Get Task & Purpose in your inbox
The heroics of Medal of Honor recipients have been captured in news stories, television series, movies, and books.
Now, they're finding their way onto the pages of comic books. It's fitting, really. It's not a stretch to say that the acts of bravery and selfless sacrifice laid out in those citations are super human. It seems only natural they get the super hero treatment, but not in a cheesy "wham" "bam" fashion.
More like, this:
A scene from the fourth of issue of AUSA's Medal of Honor series featuring Medal of Honor recipient Sal Giunta.AUSA
Brace yourself: Netflix’s The Punisher is finally here. After more than a year of Twitter and Instagram teasers, the much-hyped Daredevil spinoff starring Marvel’s most badass veteran arrived for streaming on Nov. 17... and he’s not alone.
Long before Frank Castle swapped his cammies, plate carrier and Kevlar for a set of black body armor emblazoned with a leering white skull and set out to punish the world’s criminals as The Punisher, he was a U.S. Marine. And it looks like Marvel and Netflix plan on giving us a glimpse at Castle’s wartime service.
Some things never change, and in the Marine Corps, an institution where upholding tradition is the order of the day, this is doubly true. I’m not talking about eagles, globes, and anchors, immaculate uniforms, or having a high-and-tight, no, I mean the real traditions: the never-ending grunts versus pogs dispute, service rivalries, drunken shenanigans on leave or in the barracks. These staples of the Corps aren’t new, and they’ve provided ample material to enlisted Marines-turned-biting-satirists for nearly a century.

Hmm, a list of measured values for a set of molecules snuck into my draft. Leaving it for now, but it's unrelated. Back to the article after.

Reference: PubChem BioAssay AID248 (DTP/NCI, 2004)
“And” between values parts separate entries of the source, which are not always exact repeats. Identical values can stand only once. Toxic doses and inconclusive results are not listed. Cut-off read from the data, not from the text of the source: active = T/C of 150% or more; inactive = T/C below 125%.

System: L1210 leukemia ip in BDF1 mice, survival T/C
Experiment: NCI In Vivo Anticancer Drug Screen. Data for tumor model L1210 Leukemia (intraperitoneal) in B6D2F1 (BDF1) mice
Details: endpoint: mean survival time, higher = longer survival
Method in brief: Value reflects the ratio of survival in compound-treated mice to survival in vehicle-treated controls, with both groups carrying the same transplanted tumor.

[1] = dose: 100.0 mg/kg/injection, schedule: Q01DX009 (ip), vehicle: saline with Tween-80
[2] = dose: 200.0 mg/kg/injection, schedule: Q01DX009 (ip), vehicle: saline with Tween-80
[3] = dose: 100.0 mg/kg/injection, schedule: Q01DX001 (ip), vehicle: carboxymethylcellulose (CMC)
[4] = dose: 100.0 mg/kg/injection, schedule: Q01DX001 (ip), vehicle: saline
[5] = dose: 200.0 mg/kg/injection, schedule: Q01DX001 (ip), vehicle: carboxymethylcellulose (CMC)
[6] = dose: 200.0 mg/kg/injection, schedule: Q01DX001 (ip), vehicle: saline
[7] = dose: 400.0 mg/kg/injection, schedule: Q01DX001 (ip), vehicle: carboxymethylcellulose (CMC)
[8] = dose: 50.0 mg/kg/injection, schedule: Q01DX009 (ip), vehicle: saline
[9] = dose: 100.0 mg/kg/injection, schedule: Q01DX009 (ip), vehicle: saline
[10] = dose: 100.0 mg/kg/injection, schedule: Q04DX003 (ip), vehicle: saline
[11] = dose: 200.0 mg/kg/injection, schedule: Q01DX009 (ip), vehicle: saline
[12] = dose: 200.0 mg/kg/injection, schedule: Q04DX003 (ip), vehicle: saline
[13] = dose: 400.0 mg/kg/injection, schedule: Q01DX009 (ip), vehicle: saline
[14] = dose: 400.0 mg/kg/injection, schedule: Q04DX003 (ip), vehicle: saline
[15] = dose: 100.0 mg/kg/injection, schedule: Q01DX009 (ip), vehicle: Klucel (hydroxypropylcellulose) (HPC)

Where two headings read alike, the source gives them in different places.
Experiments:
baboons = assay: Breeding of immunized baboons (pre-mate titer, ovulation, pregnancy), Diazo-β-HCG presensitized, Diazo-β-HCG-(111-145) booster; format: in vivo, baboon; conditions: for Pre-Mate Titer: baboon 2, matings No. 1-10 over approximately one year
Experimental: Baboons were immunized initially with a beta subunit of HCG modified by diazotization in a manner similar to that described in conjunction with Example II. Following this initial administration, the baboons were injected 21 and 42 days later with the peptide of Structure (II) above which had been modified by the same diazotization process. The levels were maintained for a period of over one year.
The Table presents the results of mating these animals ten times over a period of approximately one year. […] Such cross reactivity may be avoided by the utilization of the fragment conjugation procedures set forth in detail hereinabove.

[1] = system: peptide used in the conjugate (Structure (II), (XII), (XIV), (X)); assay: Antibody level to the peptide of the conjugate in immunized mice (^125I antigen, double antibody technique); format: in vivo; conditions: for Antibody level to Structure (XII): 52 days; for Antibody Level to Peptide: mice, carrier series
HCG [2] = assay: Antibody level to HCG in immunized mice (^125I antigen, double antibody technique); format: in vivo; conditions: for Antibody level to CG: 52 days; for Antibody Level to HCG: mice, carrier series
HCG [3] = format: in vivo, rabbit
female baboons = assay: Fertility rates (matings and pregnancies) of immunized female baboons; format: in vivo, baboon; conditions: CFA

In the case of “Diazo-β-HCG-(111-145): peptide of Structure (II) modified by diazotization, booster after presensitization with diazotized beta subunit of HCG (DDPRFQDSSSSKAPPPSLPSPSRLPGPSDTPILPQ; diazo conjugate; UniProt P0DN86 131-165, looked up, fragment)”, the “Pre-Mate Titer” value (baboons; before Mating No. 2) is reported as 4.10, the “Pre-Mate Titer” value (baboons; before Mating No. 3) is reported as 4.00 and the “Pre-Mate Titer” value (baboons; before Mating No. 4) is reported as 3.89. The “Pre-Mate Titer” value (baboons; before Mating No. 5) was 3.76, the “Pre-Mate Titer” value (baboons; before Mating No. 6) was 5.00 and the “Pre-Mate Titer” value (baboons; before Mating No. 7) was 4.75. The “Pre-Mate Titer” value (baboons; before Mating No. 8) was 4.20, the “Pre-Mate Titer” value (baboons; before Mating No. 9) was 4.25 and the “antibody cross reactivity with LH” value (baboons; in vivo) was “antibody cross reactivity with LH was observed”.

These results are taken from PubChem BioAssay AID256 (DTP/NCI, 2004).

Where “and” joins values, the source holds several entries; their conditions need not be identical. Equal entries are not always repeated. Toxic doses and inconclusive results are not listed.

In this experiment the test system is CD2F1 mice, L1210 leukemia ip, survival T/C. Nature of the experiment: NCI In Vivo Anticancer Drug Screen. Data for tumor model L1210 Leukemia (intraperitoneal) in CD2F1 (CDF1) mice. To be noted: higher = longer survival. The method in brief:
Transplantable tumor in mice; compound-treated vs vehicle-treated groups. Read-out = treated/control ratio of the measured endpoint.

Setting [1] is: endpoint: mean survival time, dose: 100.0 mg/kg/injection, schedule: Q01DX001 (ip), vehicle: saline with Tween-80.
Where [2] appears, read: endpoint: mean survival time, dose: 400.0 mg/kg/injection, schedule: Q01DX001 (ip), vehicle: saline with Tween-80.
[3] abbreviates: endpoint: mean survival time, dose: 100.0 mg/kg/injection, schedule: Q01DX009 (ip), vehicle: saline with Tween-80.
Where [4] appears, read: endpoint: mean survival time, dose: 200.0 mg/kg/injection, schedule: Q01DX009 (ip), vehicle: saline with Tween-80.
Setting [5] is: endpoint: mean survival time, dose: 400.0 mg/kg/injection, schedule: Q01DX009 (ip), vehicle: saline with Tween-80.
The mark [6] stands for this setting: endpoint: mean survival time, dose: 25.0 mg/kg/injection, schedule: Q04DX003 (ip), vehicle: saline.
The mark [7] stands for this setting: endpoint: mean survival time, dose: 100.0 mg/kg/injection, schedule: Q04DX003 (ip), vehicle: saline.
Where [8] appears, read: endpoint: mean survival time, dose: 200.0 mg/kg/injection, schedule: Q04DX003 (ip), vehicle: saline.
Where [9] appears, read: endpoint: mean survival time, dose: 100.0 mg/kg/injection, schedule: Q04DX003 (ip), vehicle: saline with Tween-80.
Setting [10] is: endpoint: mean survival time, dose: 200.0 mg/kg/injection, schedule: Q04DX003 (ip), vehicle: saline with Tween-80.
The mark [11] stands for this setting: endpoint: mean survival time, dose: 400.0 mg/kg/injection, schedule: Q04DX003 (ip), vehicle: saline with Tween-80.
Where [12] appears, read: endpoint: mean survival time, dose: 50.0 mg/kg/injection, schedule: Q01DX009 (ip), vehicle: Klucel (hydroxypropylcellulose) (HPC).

A new promo trailer for forthcoming Netflix super hero mash-up The Defenders just dropped, and while Marvel icon Stan Lee delivers a pretty inspiring monologue as each of the series’ principal characters — Daredevil, Jessica Jones, Luke Cage, and Iron Fist — get a moment in the spotlight, the real standout star has just two seconds of screen time.
How do you solve a murder in Baghdad in 2004, a place where bodies are discovered daily and violence is one of the few constants? It ain’t easy — and by the time the mystery is solved, many more bodies litter the pages of “Sheriff of Babylon,” a crime drama set during the Iraq War, in comic book form.